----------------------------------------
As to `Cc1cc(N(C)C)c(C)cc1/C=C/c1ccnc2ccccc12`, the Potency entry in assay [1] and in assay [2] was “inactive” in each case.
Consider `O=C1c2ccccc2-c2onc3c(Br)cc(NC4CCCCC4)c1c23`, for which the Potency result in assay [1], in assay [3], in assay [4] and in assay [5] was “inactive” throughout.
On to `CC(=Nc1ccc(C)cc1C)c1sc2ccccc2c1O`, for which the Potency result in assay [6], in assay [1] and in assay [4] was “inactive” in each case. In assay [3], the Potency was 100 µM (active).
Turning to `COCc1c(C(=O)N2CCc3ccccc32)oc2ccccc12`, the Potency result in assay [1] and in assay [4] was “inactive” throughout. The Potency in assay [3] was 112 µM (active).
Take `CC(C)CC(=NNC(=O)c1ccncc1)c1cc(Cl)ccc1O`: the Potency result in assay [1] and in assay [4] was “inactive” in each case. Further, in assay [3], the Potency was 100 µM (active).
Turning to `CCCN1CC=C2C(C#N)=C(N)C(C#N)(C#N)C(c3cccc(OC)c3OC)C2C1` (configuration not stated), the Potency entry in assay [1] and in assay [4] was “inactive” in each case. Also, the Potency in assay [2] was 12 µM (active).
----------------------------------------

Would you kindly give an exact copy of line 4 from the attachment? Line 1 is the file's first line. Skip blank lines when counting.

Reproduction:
Turning to `COCc1c(C(=O)N2CCc3ccccc32)oc2ccccc12`, the Potency result in assay [1] and in assay [4] was “inactive” throughout. The Potency in assay [3] was 112 µM (active).